Could Britain be about to experience a baby boom, a spate of marriage proposals, promotions and pay-rises? There could be some happy consequences in store as new research from Oasis suggests we’ll hit this bank holiday weekend with an extra spring in our step...
In a survey of 2,000 adults, key findings indicated that Friday 27 May is the most upbeat day of the year, or better yet, British Peak Time’ (BPT). May is the nation’s favourite month of the year, bank holidays are the summertime events we most look forward to and, unsurprisingly, Friday is the day of the week we feel most optimistic.
It looks to have beaten off other contenders for ‘top 24 hours’ in the survey with a fifth of adults (19%) saying May is the month they feel most upbeat, closely followed by July (18%). Almost half (45%) reported feeling particularly positive on Fridays, followed by 19% on Saturdays. Mondays are happier than expected, with 11% citing them as a good-mood day, leaving not-so-sunny Sundays languishing last at 4.5%. With 46% listing bank holidays as the summer event they get most excited about, it seems Britain will head into the long weekend feeling bright and breezy.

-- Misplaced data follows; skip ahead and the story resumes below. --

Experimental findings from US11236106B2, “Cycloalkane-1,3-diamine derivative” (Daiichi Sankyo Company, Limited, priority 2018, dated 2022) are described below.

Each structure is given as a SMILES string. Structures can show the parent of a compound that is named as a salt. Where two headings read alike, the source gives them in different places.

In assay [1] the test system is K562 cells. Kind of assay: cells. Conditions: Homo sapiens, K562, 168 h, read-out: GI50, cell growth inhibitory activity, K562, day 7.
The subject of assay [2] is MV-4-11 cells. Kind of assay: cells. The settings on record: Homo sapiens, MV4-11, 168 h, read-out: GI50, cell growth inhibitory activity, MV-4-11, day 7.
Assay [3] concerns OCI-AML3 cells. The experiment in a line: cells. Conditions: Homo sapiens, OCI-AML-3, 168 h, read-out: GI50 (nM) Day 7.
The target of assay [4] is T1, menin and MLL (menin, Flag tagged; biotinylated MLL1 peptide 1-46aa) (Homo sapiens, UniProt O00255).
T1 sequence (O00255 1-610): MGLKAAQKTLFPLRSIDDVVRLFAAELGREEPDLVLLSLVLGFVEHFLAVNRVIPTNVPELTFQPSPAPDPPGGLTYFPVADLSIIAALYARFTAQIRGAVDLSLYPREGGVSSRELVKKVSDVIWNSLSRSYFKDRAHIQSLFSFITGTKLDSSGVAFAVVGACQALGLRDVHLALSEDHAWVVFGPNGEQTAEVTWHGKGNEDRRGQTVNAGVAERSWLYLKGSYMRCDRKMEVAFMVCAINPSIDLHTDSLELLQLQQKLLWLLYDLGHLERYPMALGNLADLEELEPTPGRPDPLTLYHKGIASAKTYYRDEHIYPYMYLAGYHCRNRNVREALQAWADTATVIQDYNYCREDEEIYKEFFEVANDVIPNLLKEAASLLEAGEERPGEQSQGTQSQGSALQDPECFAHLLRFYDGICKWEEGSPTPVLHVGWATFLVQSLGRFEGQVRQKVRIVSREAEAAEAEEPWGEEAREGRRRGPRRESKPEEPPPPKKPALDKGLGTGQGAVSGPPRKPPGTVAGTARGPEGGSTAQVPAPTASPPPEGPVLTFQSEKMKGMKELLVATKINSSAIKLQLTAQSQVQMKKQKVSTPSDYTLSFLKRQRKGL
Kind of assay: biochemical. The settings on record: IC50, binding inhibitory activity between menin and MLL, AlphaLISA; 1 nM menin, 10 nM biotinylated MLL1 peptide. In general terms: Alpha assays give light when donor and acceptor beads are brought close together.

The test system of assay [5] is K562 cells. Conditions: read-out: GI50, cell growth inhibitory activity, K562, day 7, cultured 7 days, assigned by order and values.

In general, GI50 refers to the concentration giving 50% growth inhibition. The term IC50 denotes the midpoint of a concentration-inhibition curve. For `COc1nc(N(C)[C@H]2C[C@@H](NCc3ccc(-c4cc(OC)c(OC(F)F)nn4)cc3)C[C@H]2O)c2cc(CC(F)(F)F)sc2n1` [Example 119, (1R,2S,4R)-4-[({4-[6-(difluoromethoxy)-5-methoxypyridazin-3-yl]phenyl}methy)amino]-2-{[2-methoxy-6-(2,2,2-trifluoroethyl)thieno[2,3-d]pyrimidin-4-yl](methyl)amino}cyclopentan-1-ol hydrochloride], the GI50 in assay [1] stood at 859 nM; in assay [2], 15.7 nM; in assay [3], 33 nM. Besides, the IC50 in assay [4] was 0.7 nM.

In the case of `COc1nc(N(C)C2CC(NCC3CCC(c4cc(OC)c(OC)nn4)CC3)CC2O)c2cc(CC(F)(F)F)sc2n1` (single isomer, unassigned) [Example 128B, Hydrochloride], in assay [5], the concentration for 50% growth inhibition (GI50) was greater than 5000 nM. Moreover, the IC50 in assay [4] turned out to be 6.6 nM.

“We Brits always have a refreshing take on things and these findings show our renowned cynical side, and obsession with the weather, are alive and kicking," said Oasis Senior Brand Manager, Zara Gugen. "At Oasis we like to poke a bit of fun at modern day life and put an honest lens on the world around us. In this research into the best and worst of British summertime, the nation tells it like it is.”
So why not use the window wisely – ask for a pay-rise, pop the question, bury bad news, or simply celebrate with a nice cool drink?
- 5 Artists Who Will Transform How You See Coca-Cola
- On Your Marks, Get Set, #SMARTROW: ‘Made in Chelsea’ Stars Louise Thompson and Ryan Libbey Take On Rowing Challenge
- A Refreshing Twist: Fanta Gets a New Look
- Step Back in Time With Facebook Live Series From the Coca-Cola Archives
- Creating the new Fanta bottle: The story of taking ‘impossible’ designs from drawing board to supermarket shelves